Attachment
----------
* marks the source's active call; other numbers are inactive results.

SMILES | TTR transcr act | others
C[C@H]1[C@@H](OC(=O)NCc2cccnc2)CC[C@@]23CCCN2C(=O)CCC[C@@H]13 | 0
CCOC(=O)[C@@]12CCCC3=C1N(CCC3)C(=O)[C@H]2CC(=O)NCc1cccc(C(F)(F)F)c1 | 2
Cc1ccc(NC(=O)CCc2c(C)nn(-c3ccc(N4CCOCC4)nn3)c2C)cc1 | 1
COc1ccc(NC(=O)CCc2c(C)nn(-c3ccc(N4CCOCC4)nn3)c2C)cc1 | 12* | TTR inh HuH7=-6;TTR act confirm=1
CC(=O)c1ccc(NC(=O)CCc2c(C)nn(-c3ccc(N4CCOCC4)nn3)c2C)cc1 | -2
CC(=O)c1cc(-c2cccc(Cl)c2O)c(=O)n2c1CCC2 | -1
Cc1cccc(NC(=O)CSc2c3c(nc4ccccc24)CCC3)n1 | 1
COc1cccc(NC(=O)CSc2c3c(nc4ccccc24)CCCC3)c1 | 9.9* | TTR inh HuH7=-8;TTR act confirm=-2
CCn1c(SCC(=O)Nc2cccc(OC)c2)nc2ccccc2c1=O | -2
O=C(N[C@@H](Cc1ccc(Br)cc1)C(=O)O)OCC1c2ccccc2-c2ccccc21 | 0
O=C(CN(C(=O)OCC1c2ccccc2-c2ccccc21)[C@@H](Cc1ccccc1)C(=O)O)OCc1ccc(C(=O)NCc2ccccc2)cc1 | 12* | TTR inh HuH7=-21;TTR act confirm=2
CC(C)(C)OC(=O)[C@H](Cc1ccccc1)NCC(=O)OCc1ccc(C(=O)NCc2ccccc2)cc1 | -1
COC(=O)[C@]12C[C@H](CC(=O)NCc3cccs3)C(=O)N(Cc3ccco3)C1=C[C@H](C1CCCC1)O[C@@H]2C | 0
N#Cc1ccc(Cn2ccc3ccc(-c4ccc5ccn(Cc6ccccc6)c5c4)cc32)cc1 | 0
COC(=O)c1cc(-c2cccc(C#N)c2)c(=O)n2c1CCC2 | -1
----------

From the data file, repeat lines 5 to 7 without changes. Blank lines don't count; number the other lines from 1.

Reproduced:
Cc1ccc(NC(=O)CCc2c(C)nn(-c3ccc(N4CCOCC4)nn3)c2C)cc1 | 1
COc1ccc(NC(=O)CCc2c(C)nn(-c3ccc(N4CCOCC4)nn3)c2C)cc1 | 12* | TTR inh HuH7=-6;TTR act confirm=1
CC(=O)c1ccc(NC(=O)CCc2c(C)nn(-c3ccc(N4CCOCC4)nn3)c2C)cc1 | -2